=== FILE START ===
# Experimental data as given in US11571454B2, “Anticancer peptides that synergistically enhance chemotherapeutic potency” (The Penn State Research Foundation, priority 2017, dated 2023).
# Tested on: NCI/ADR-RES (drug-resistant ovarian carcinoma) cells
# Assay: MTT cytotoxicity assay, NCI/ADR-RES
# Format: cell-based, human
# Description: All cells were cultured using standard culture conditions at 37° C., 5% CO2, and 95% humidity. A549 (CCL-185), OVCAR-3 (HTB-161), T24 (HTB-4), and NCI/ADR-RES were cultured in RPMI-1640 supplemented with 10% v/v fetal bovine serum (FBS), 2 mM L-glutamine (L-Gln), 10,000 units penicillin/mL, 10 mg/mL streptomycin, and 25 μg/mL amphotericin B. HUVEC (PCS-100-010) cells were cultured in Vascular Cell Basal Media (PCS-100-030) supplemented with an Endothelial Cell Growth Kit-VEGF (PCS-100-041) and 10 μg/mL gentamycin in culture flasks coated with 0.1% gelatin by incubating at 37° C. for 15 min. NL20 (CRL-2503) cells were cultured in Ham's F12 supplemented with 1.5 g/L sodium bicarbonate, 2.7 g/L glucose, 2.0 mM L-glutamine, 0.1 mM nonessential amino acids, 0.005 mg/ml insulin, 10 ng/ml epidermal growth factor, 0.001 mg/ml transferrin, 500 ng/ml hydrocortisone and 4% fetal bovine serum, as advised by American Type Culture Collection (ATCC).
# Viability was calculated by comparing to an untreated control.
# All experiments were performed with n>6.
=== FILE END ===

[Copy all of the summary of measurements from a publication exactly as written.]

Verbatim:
# Experimental data as given in US11571454B2, “Anticancer peptides that synergistically enhance chemotherapeutic potency” (The Penn State Research Foundation, priority 2017, dated 2023).
# Tested on: NCI/ADR-RES (drug-resistant ovarian carcinoma) cells
# Assay: MTT cytotoxicity assay, NCI/ADR-RES
# Format: cell-based, human
# Description: All cells were cultured using standard culture conditions at 37° C., 5% CO2, and 95% humidity. A549 (CCL-185), OVCAR-3 (HTB-161), T24 (HTB-4), and NCI/ADR-RES were cultured in RPMI-1640 supplemented with 10% v/v fetal bovine serum (FBS), 2 mM L-glutamine (L-Gln), 10,000 units penicillin/mL, 10 mg/mL streptomycin, and 25 μg/mL amphotericin B. HUVEC (PCS-100-010) cells were cultured in Vascular Cell Basal Media (PCS-100-030) supplemented with an Endothelial Cell Growth Kit-VEGF (PCS-100-041) and 10 μg/mL gentamycin in culture flasks coated with 0.1% gelatin by incubating at 37° C. for 15 min. NL20 (CRL-2503) cells were cultured in Ham's F12 supplemented with 1.5 g/L sodium bicarbonate, 2.7 g/L glucose, 2.0 mM L-glutamine, 0.1 mM nonessential amino acids, 0.005 mg/ml insulin, 10 ng/ml epidermal growth factor, 0.001 mg/ml transferrin, 500 ng/ml hydrocortisone and 4% fetal bovine serum, as advised by American Type Culture Collection (ATCC).
# Viability was calculated by comparing to an untreated control.
# All experiments were performed with n>6.